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Copy certificate of any origin to TElMemoryCertStorage

TElMemoryCertStorage can serve as a universal container for certificates with any physical origin. When you add a certificate to the memory storage, it saves the complete information about the certificate's background. This information can be retrieved later, when the certificate is needed for a cryptographic operation. That is, a certificate object originating from TElPKCS11CertStorage remembers its roots even after being added to TElMemoryCertStorage. This certificate can be used for signing and other internal PKCS#11 operations required to actually perform the signing.

The following code preserves a reference to the original Windows certificate:

TElWinCertStorage winStorage = new TElWinCertStorage();

TElMemoryCertStorage memStorage = new TElMemoryCertStorage();
memStorage.Add(winStorage.get_Certificates(0), true);
The second parameter tells the component whether the certificate's private key shall also be copied (if present, of course). When CopyPrivateKey is false, only the public part of the certificate will be copied to the storage. It will not be possible to use such certificate for private key operations (e.g., signing).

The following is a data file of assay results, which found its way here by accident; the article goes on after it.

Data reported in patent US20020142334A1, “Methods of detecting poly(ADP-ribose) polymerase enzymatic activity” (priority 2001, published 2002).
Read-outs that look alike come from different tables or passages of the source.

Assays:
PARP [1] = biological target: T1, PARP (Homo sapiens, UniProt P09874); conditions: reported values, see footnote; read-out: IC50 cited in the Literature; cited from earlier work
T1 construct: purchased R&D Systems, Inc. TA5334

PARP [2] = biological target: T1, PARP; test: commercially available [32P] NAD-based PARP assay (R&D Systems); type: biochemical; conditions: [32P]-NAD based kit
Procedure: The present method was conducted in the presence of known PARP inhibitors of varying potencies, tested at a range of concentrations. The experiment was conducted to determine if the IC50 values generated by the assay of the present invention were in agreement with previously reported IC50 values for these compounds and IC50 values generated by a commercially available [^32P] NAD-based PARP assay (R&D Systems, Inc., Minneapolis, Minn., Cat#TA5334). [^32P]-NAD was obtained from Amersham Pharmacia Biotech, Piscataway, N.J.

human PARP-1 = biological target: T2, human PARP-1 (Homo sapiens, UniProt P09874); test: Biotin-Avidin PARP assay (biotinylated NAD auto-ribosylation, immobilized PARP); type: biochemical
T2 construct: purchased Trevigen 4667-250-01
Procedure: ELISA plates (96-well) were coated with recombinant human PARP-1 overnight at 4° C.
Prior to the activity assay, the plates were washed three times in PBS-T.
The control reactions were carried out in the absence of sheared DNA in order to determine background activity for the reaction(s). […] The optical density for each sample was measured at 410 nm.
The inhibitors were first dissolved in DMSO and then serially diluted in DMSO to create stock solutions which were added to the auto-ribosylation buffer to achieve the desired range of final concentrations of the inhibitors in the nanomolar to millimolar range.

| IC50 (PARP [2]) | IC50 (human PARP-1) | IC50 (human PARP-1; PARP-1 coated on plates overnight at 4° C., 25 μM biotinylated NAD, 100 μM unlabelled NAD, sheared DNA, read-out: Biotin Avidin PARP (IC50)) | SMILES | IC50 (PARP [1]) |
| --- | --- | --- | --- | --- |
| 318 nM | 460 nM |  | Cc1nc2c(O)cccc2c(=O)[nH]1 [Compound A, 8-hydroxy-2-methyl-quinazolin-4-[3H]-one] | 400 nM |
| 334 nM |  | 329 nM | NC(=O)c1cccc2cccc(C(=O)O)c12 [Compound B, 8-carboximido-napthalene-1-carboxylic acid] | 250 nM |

Two important points to be considered when adding certificates to TElMemoryCertStorage:

  1. TElMemoryCertStorage keeps its own list of certificate objects. That is, the original certificate object is cloned to a new object (with identical content though) inside the Add() method. Certificate objects kept by TElMemoryCertStorage are released when they are removed from the storage, or when the storage is disposed of. Therefore you should never dispose of the objects returned by TElMemoryCertStorage.get_Certificates().
  2. Objects with an external origin (PKCS#11 store or System store), when added to TElMemoryCertStorage, keep references to their original storages. These references become invalid if the original storage is closed or destroyed. Therefore make sure that your original TElPKCS11CertStorage or TElWinCertStorage objects are alive and open until any references to them are kept elsewhere in TElMemoryCertStorage objects. Getting back to the above example, you should not modify the content of winStorage (by disposing of it, or changing the value of its SystemStores property) until there is a reference to a certificate originating from it contained in memStorage.

How To articles about certificate storages

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